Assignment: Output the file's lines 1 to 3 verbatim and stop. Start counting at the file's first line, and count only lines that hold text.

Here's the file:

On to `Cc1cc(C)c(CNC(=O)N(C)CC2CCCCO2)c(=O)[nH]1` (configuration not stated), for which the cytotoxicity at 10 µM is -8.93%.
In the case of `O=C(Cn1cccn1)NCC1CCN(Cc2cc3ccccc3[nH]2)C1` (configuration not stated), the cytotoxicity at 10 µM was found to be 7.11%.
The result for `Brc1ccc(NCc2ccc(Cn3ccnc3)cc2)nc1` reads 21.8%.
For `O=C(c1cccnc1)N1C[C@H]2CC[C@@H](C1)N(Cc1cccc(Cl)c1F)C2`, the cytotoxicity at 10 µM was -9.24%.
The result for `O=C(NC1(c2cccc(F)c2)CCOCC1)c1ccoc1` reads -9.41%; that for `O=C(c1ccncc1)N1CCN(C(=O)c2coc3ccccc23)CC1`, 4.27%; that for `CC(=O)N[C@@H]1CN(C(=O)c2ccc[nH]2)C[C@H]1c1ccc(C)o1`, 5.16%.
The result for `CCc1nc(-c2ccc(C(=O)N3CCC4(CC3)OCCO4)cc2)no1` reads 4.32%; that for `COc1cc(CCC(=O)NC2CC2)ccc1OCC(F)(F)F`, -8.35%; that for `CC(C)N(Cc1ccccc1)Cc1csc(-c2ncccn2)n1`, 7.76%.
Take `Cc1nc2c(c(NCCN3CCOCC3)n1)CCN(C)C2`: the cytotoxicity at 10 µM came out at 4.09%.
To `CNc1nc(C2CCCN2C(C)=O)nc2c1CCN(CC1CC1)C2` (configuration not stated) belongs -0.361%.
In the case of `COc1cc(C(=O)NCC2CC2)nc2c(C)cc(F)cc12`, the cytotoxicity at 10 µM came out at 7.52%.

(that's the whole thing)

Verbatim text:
On to `Cc1cc(C)c(CNC(=O)N(C)CC2CCCCO2)c(=O)[nH]1` (configuration not stated), for which the cytotoxicity at 10 µM is -8.93%.
In the case of `O=C(Cn1cccn1)NCC1CCN(Cc2cc3ccccc3[nH]2)C1` (configuration not stated), the cytotoxicity at 10 µM was found to be 7.11%.
The result for `Brc1ccc(NCc2ccc(Cn3ccnc3)cc2)nc1` reads 21.8%.